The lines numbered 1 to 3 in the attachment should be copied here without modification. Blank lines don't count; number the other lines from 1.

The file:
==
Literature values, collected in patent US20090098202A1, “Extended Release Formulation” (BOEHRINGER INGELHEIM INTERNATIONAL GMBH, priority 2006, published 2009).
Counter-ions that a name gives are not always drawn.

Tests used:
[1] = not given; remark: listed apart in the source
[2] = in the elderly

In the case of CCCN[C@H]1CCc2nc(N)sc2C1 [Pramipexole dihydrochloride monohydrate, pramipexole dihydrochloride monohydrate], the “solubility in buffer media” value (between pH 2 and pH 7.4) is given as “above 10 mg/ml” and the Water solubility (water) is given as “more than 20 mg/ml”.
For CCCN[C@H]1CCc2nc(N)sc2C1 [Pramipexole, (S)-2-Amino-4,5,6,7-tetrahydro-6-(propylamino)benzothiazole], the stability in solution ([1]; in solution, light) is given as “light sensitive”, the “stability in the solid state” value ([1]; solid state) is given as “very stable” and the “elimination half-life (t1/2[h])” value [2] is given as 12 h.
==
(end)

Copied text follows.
Literature values, collected in patent US20090098202A1, “Extended Release Formulation” (BOEHRINGER INGELHEIM INTERNATIONAL GMBH, priority 2006, published 2009).
Counter-ions that a name gives are not always drawn.

Tests used: